Switzerland’s political peculiarities set it aside from its neighbours, according to a special report published on Friday by “The Economist”.This content was published on February 12, 2004 - 18:39
But in many respects the country has more in common with other modern democracies than it might care to admit.
The report’s author, Barbara Beck, notes that the twin traditions of federalism and direct democracy have a huge impact on every aspect of life in Switzerland.
They allow the Swiss more of a say in the political decision-making process than citizens in other countries.
Yet the country's policies and concerns are not that different from the rest of Europe, she says.
“Switzerland is no longer a special case in the sense that its economy is subject to the same ups and downs as every other country,” Beck told swissinfo.
“Its foreign and security policies have also obviously had to adapt to the sort of world we are operating in, but it’s clear the people have a lot more say on the way the country is run and on specific policy issues.”
Beck set out to determine whether Switzerland was still a “special case”.
Her conclusion was that this was less so than it had been in the past.
But a leading Swiss journalist, Roger de Weck, warns against any country – including Switzerland – thinking that it is somehow better than others.
“It’s always dangerous when a country says it is special,” he told swissinfo.
“I have French friends and they think they are special. I have British friends and they know they are special. It’s fine for each country to be different but that shouldn’t be turned into a cult,” he added.
Where Switzerland remains unique, says Beck, is in its system of direct democracy, which allows the people to have the last word on any policy issue.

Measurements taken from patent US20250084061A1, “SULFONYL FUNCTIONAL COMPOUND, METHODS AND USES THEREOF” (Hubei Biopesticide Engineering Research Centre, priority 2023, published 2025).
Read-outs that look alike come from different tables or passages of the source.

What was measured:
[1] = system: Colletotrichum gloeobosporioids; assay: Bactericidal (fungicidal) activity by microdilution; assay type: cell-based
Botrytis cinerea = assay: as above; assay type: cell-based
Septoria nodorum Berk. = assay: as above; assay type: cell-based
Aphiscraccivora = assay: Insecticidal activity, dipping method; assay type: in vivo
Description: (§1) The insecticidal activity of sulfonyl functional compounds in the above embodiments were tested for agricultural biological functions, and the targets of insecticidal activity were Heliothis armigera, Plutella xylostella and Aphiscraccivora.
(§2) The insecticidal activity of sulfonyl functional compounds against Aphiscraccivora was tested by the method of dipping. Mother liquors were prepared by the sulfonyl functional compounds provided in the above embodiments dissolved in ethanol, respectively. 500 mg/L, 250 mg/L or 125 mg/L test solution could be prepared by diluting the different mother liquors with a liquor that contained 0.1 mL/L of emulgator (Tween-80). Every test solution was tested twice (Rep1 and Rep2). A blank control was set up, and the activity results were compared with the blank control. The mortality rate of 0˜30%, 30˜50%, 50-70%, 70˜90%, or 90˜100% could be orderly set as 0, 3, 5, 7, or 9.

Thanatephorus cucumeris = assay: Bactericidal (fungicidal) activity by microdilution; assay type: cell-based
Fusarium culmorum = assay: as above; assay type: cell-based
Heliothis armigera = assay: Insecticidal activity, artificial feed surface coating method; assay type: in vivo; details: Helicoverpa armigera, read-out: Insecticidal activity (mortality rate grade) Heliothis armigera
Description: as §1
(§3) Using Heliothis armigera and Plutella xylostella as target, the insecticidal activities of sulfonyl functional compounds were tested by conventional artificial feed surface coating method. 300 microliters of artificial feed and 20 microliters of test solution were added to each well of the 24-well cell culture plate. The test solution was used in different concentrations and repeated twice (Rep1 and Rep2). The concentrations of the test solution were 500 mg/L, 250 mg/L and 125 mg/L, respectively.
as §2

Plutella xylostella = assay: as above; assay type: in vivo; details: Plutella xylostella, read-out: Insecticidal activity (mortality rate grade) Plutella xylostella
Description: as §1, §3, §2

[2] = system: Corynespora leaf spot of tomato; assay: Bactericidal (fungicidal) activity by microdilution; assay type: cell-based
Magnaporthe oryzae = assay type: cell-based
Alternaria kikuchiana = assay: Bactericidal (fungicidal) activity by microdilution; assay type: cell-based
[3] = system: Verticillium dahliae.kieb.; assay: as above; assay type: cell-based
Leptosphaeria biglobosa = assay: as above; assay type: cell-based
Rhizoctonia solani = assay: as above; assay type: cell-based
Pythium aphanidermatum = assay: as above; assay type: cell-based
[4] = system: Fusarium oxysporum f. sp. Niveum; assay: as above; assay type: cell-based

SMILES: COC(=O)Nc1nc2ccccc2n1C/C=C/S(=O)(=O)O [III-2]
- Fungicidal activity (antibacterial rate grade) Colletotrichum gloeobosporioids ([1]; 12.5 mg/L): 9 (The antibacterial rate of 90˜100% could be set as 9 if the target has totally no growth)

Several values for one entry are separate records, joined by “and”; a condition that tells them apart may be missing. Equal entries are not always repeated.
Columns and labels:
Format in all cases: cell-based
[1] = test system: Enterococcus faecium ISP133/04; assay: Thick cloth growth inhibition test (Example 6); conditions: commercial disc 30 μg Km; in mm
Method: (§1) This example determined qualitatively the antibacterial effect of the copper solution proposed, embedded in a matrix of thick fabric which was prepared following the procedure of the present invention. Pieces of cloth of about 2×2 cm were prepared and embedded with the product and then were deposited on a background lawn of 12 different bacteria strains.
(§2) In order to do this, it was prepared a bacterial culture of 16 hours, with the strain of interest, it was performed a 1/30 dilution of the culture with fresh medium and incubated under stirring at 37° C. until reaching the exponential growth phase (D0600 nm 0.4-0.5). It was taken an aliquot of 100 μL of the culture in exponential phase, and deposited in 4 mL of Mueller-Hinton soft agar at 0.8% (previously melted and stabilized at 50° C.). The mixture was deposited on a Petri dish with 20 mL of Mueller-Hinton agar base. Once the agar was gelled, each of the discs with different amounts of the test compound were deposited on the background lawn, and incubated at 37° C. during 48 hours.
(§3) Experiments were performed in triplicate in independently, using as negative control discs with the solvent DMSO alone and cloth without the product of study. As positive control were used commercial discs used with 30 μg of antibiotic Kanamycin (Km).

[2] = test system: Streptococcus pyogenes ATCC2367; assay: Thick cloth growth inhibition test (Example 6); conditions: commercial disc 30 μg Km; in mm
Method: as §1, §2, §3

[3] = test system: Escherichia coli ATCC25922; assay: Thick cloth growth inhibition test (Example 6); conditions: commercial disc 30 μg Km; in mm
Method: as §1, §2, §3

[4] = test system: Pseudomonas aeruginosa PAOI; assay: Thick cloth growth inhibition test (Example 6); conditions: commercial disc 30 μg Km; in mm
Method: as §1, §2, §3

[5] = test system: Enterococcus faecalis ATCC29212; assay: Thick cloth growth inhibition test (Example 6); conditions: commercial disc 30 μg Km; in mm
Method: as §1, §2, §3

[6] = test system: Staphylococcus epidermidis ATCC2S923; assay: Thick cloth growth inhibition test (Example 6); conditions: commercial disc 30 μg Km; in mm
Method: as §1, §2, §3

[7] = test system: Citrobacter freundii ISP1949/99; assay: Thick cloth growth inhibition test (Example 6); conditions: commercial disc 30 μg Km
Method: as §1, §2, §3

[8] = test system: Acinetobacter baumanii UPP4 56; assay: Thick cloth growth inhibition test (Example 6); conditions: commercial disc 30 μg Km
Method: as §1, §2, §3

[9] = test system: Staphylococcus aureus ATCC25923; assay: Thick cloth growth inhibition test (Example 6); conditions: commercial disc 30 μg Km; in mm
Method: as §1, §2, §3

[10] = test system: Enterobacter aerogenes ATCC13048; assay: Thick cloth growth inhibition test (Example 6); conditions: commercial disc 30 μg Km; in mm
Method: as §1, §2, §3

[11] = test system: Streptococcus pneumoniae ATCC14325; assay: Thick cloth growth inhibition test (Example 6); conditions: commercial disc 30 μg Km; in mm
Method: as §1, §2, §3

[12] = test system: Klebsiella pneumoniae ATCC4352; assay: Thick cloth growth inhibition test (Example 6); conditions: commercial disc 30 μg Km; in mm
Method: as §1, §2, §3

Beck admits that the system has clear advantages but she feels it has also hindered Switzerland’s economic growth over the last 20 years.
The downside of direct democracy is that change takes a lot longer than in countries where political power is more centralised.
The opening up of the electricity market to competition, for example, was put before the electorate and defeated.
Aymo Brunetti, chief economist at the economics ministry, agrees that direct democracy can, and does, slow down reform.
“It is quite a conservative system because you always have to convince people to change the status quo,” he told swissinfo.
“Of course it’s quite easy to raise fears in people’s minds and encourage them to settle with what already exists."
Switzerland unites linguistic and geographical differences, and enjoyed the highest per capita income for much of the 20th century.
Although it is hard to define exactly what qualifies as “Swissness”, de Weck feels it is perhaps no longer what it once was.
“The old definition included direct democracy, tradition, mountains and chocolate, but now it’s something that has to be reinvented almost every day,” he said.
“A man living in a mountain hut in eastern Switzerland has very little in common with a private banker in Geneva, but they belong to the same country and they have to define all the time what they have in common.”
One issue that unites many Swiss is the desire to stay out of the European Union.
It is perhaps the one aspect - apart from its political system - that really sets Switzerland apart from its neighbours, according to Beck.
“Switzerland is still a special case in the way it has not decided to join the EU,” she said
“But that decision, too, is very much down to its political system.”
swissinfo, Jonathan Summerton
The Economist survey says that Switzerland’s system of direct democracy is the country’s most unique feature.
While direct democracy allows people to have the last say on policy issues, the report’s author, Barbara Beck, feels it has also hindered economic growth.
Beck believes Swiss membership of the EU is neither economically nor politically necessary at the moment.
This article was automatically imported from our old content management system. If you see any display errors, please let us know: firstname.lastname@example.org